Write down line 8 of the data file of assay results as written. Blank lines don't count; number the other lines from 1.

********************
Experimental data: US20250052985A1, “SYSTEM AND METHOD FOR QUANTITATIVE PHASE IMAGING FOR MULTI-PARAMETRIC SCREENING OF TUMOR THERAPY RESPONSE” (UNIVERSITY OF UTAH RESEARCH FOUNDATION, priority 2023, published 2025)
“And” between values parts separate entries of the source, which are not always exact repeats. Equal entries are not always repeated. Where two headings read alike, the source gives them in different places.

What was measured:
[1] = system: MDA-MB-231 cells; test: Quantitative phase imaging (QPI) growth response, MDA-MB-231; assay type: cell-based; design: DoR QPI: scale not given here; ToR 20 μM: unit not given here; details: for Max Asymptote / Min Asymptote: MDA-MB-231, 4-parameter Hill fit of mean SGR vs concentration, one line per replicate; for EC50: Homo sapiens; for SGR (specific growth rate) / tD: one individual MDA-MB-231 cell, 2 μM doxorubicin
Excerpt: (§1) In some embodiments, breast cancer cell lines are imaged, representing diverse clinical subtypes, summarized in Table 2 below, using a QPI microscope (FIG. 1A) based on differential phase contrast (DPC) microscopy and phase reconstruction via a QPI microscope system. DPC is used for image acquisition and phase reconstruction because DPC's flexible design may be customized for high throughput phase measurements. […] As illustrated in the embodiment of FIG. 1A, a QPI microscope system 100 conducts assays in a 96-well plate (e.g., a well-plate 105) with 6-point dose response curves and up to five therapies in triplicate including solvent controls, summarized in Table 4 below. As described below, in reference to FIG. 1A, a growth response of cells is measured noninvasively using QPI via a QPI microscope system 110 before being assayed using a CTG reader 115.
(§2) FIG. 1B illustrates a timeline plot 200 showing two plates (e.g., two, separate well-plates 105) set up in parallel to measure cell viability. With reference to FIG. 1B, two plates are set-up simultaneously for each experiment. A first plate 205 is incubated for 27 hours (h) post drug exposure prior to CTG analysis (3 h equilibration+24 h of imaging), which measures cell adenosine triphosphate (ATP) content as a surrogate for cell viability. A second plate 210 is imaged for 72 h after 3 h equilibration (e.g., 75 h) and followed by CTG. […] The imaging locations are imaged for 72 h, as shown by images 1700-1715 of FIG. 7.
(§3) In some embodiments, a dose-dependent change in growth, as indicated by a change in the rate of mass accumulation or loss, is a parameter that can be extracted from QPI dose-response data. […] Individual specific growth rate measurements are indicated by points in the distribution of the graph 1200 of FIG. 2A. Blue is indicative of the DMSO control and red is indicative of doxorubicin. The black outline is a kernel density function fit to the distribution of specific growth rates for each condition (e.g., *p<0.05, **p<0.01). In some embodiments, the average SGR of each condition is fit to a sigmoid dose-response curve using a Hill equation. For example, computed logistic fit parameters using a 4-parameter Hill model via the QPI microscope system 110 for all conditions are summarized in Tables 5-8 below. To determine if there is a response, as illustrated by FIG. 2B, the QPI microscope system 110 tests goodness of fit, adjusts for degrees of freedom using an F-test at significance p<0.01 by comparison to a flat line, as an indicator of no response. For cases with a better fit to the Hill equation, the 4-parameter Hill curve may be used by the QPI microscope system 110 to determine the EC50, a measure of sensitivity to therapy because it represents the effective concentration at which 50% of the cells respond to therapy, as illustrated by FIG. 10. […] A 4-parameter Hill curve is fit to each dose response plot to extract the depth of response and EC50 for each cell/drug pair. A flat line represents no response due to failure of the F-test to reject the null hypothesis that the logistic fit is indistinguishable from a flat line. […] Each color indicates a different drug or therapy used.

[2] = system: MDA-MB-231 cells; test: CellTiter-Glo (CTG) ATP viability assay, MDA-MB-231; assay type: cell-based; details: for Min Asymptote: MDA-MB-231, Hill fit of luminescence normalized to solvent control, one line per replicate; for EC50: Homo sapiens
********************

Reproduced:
[2] = system: MDA-MB-231 cells; test: CellTiter-Glo (CTG) ATP viability assay, MDA-MB-231; assay type: cell-based; details: for Min Asymptote: MDA-MB-231, Hill fit of luminescence normalized to solvent control, one line per replicate; for EC50: Homo sapiens